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Next step? Shitty YouTube videos using the shitty articles as the transcription! Just please don't use automated voices. I hate those the most!
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I am curious if you ever considered a way to gauge the depth of copywriting for a specific keyword. Perhaps the results vary according to the competition? I have a client in a super competitive niche but the ranking pages are utter fluff. I'd like to try this approach with a different niche, I'm just wondering if there's going to be any variance in performance based on price paid per article.
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Guest Zakaria Desai


Ah! That was an anti-climax!

But thanks for taking one for the team :)

Kinda reinforces what Brian Dean advocates. Quality content + Outreach

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Guest Ricardo



Relevant traffic and keywords was part of the initial strategy, but from the screengrabs you posted the how-to's are basically too general, right? On the 2nd content mill test you can narrow it down to more sales oriented content.

The traffic will likely be more targeted. And if those articles are still crappy, you can get yourself covered by putting them into a contributor-network section. So people know they are not yours.

You might also want to check out Sean d Souza's blog, he is a guy that writes many, many, many, many, many articles per year. High quality, of course, written by him. So you can check out his literature to learn how he does it.

The Combo > Imagine the traffic mechanism (aka sign ups) you can create if you put up a contributors network (with fairly good/relevant content, but mainly 4 traffic), combined with your own stuff but produced in bulk.

Extra beef in your tacos!

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Guest Neville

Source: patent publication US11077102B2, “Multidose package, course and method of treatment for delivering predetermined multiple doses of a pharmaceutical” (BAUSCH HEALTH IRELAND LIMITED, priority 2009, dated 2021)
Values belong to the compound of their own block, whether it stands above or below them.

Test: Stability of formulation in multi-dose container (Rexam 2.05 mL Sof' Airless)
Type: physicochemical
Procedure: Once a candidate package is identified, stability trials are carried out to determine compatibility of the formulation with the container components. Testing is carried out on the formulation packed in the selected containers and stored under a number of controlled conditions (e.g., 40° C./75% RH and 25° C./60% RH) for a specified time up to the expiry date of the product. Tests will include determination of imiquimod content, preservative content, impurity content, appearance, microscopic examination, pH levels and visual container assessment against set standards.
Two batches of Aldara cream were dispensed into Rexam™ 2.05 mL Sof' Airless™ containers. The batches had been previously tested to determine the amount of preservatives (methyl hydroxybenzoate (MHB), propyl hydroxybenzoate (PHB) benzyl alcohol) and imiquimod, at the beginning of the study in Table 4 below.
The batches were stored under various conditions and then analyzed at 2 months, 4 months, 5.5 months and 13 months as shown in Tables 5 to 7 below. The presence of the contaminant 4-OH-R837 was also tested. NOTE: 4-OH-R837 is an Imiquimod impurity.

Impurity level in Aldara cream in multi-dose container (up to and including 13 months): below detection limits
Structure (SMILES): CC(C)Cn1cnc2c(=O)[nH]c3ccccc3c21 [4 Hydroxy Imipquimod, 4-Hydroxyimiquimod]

Awesome you've moved on up!

Writing a quick 500 word article actually makes sense for some people living in countries where their currency is much less valued than the US, so cranking out 5 crappy articles a day can actually make someone a living there.

I choose not to write per word, but rather per hour or per project.

Good job finishing up The Boron Letters, it's amazing advice!

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Guest Neville


In 6 to 9 months I will re-visit the stats, see which articles are doing best, re-vamp those articles, and kill the rest.
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Guest Neville


Thanks Romeo!

I don't think it didn't work at all, it's just something I'm not going to continue.

However in 6 or 9 months I will check the stats again and post them, I'm sure at that time the results might change.

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Guest Neville


Not all experiments end up working! This was one that also might require more time and effort to work. With my limited resources I'd rather choose to output fewer yet higher quality posts.
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Guest Neville


Thanks for the tips Ricardo!

I think accepting lots of guests post and keeping only high quality ones can work.

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I'll be sharing this with my buddy who recently began a news website. Starting out in web journalism, it's really difficult to gain traction on more in-depth content. For that medium, bite-sized chunks of news and intriguing headlines really drive traffic. That type of application might benefit from a "kontent mill" strategy.

I like how you used this "failed experiment" to pitch your email list. Seems to me that this whole thing will have been a worthy investment on the strength of this article alone- don't you think?

Interested to see what transpires.

Really enjoying the emails btw. I learned a lot from the podcast episodes with you and Noah Kagan too.